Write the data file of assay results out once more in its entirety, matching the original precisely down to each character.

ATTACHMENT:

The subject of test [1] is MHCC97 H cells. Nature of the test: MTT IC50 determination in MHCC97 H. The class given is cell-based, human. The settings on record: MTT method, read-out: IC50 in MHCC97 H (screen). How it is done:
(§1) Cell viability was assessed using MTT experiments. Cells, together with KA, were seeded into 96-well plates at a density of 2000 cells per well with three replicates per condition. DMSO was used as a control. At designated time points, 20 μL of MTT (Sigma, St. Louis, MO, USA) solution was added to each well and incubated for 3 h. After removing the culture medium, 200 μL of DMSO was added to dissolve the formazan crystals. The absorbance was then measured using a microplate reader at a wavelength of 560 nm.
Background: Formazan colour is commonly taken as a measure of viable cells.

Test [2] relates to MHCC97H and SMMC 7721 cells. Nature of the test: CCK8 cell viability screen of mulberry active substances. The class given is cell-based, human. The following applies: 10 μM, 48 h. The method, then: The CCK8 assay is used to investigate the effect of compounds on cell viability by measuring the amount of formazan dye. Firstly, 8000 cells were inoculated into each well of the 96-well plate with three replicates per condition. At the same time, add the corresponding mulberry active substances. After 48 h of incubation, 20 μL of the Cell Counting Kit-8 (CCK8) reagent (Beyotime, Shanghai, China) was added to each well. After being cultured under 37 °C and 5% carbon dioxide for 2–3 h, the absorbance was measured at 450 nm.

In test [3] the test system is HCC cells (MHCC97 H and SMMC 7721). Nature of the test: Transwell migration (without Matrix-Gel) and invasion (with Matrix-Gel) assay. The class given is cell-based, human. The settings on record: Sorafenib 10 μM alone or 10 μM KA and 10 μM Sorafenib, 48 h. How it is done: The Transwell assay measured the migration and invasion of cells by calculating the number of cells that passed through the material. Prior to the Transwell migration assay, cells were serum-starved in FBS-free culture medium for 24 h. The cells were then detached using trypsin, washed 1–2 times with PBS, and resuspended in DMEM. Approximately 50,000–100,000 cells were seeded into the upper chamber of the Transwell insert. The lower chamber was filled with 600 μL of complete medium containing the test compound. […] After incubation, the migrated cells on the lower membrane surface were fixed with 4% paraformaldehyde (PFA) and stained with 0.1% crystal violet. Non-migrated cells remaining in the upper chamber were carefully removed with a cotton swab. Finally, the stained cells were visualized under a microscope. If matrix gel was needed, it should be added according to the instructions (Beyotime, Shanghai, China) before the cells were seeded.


The subject of test [1] is MHCC97 H cells. Nature of the test: MTT IC50 determination in MHCC97 H. The class given is cell-based, human. The settings on record: MTT method, read-out: IC50 in MHCC97 H (screen). How it is done:
(§1) Cell viability was assessed using MTT experiments. Cells, together with KA, were seeded into 96-well plates at a density of 2000 cells per well with three replicates per condition. DMSO was used as a control. At designated time points, 20 μL of MTT (Sigma, St. Louis, MO, USA) solution was added to each well and incubated for 3 h. After removing the culture medium, 200 μL of DMSO was added to dissolve the formazan crystals. The absorbance was then measured using a microplate reader at a wavelength of 560 nm.
Background: Formazan colour is commonly taken as a measure of viable cells.

Test [2] relates to MHCC97H and SMMC 7721 cells. Nature of the test: CCK8 cell viability screen of mulberry active substances. The class given is cell-based, human. The following applies: 10 μM, 48 h. The method, then: The CCK8 assay is used to investigate the effect of compounds on cell viability by measuring the amount of formazan dye. Firstly, 8000 cells were inoculated into each well of the 96-well plate with three replicates per condition. At the same time, add the corresponding mulberry active substances. After 48 h of incubation, 20 μL of the Cell Counting Kit-8 (CCK8) reagent (Beyotime, Shanghai, China) was added to each well. After being cultured under 37 °C and 5% carbon dioxide for 2–3 h, the absorbance was measured at 450 nm.

In test [3] the test system is HCC cells (MHCC97 H and SMMC 7721). Nature of the test: Transwell migration (without Matrix-Gel) and invasion (with Matrix-Gel) assay. The class given is cell-based, human. The settings on record: Sorafenib 10 μM alone or 10 μM KA and 10 μM Sorafenib, 48 h. How it is done: The Transwell assay measured the migration and invasion of cells by calculating the number of cells that passed through the material. Prior to the Transwell migration assay, cells were serum-starved in FBS-free culture medium for 24 h. The cells were then detached using trypsin, washed 1–2 times with PBS, and resuspended in DMEM. Approximately 50,000–100,000 cells were seeded into the upper chamber of the Transwell insert. The lower chamber was filled with 600 μL of complete medium containing the test compound. […] After incubation, the migrated cells on the lower membrane surface were fixed with 4% paraformaldehyde (PFA) and stained with 0.1% crystal violet. Non-migrated cells remaining in the upper chamber were carefully removed with a cotton swab. Finally, the stained cells were visualized under a microscope. If matrix gel was needed, it should be added according to the instructions (Beyotime, Shanghai, China) before the cells were seeded.